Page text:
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Mount Sinai receives $13 million NIH grant to study link between stress-associated brain activity and cardiovascular risk

Press releases may be edited for formatting or style | April 07, 2017 Cardiology Heart Disease
Researchers at the Icahn School of Medicine at Mount Sinai have been awarded $13 million from the National Heart, Lung, and Blood Institute of the National Institutes of Health (NIH) for a five-year research program that aims to uncover the mechanisms by which stress contributes to cardiovascular risk. The program aims to improve our understanding of how the effect of stress on the brain can directly impact the immune system and cardiovascular disease, and to provide a scientific platform for clinicians and researchers to integrate this knowledge into patient care.

While abundant epidemiological data exists describing severe chronic stress as a risk factor for cardiovascular disease, the mechanism by which stress contributes to cardiovascular events is not fully understood. Preclinical preliminary data from the program's investigators describe a direct causal link between psychosocial stress, neural signals, and atherosclerosis, the chronic inflammatory disease that is the underlying cause of heart attacks and strokes. To better characterize risk of future cardiovascular events as affected by psychosocial stress, researchers will study the levels of macrophages—key immune cells contributing to the inflammation that characterizes atherosclerosis—within the arteries, blood, and organs of the immune system.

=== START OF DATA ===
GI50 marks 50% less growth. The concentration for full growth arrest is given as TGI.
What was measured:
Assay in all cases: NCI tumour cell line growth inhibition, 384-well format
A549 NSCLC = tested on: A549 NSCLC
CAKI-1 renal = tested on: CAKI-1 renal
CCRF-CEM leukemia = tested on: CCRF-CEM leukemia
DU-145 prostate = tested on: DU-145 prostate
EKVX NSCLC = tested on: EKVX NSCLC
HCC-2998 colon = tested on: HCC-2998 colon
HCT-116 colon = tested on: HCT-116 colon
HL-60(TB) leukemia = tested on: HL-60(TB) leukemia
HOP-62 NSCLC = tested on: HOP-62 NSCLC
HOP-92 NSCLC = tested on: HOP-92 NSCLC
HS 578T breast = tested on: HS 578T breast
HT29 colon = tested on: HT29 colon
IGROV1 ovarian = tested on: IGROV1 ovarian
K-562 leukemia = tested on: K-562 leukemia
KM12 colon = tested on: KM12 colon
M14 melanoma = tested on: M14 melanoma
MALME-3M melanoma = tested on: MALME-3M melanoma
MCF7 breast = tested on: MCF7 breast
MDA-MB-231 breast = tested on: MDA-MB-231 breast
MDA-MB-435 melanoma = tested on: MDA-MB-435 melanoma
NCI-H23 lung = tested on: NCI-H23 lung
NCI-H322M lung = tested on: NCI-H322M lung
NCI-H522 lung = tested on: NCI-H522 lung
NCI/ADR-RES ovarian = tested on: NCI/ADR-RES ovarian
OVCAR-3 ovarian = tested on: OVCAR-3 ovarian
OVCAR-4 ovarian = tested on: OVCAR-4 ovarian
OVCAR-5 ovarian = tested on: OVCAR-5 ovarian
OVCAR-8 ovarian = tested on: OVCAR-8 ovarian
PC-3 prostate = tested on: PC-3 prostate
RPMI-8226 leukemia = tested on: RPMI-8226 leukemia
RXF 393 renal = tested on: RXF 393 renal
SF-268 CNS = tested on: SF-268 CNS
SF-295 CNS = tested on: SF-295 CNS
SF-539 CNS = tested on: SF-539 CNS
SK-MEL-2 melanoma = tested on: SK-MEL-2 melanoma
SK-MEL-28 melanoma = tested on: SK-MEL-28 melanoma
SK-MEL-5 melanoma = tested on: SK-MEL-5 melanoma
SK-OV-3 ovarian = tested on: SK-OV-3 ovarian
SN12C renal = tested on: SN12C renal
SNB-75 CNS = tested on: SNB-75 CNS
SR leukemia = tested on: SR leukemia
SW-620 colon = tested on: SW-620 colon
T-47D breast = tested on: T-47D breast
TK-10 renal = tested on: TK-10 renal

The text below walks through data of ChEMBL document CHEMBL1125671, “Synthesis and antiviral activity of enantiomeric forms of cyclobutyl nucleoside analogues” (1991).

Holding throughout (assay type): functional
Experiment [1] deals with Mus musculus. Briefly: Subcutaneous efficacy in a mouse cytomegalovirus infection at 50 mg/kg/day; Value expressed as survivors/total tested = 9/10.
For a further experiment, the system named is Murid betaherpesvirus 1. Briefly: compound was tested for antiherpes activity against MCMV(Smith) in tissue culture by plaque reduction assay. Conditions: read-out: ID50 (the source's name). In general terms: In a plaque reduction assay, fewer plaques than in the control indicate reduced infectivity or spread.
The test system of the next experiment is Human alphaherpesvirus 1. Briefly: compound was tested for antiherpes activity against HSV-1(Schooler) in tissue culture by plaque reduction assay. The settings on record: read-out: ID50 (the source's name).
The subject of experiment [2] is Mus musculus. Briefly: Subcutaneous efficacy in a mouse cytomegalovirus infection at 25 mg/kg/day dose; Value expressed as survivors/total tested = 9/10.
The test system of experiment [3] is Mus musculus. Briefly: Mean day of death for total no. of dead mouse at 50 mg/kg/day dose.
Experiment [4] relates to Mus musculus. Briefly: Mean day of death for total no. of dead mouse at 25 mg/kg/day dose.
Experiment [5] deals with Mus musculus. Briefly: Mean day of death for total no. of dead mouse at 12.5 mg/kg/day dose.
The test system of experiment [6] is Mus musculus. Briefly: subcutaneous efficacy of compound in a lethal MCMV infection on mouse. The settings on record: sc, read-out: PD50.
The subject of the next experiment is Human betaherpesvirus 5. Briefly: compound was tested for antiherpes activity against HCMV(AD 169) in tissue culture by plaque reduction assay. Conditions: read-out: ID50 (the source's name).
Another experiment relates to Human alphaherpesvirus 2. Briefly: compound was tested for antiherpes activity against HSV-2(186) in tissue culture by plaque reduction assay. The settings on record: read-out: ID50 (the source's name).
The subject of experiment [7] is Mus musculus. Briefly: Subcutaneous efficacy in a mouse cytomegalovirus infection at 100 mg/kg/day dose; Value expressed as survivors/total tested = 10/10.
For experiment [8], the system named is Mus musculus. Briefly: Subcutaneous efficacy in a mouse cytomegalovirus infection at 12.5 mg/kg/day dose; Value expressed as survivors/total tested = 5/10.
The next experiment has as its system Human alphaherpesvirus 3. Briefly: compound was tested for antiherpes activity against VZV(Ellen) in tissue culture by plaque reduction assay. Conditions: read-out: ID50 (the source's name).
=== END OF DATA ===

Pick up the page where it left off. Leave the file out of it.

The program consists of three distinct studies. The first will use mouse models to explore how the brain reacts to stress and affects the immune system to increase cardiovascular disease risk. The second study will translate discoveries from the first to develop non-invasive imaging methodologies, such as combined MRI and PET scans, in order to study these same processes in larger mammals and humans. The third study will then use these imaging technologies to examine the link between increased emotional stress and increased cardiovascular risk in human subjects diagnosed with post-traumatic stress disorder.

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“A better understanding of non-traditional risk factors to cardiovascular disease, such as psychosocial stress, allows for a more comprehensive risk assessment in patients,” says Zahi A. Fayad, PhD, Mount Sinai Endowed Chair in Medical Imaging and Bioengineering, Professor of Radiology and Medicine (Cardiology), and Director of the Translational and Molecular Imaging Institute (TMII) at the Icahn School of Medicine at Mount Sinai, and the Principal Investigator of the study. “The development of non-invasive imaging technology to assess cardiovascular risk in relationship to brain and immune system activation opens new opportunities for early diagnosis and treatment of cardiovascular disease.”

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